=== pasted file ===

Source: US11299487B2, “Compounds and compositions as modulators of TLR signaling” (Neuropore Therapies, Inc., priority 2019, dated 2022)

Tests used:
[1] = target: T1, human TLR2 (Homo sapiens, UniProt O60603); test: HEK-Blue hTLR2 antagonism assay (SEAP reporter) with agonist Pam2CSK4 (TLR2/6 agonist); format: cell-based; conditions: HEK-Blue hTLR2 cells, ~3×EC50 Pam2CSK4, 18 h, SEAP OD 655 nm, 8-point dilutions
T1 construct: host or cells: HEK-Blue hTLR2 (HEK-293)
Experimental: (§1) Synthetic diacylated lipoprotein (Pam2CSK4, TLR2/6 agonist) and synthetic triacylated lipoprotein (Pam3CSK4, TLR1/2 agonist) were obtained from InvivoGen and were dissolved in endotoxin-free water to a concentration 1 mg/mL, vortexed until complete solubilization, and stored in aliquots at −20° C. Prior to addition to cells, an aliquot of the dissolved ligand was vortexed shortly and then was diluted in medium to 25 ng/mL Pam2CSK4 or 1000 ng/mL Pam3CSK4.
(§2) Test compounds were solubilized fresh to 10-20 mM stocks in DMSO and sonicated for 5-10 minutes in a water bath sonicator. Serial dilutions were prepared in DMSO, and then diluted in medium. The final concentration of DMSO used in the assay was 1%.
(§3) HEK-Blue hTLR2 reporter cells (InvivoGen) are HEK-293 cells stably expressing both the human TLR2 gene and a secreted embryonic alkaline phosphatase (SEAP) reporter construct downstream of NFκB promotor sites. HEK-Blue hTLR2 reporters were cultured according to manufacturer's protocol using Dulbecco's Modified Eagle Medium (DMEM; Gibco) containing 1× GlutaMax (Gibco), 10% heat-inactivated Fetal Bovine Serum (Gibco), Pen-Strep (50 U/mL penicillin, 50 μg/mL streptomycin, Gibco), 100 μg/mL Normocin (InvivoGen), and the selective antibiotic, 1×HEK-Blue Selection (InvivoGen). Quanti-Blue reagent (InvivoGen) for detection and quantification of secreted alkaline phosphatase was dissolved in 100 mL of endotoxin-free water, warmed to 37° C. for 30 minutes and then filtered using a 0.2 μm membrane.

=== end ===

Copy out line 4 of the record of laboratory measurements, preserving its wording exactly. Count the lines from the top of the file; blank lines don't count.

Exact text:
T1 construct: host or cells: HEK-Blue hTLR2 (HEK-293)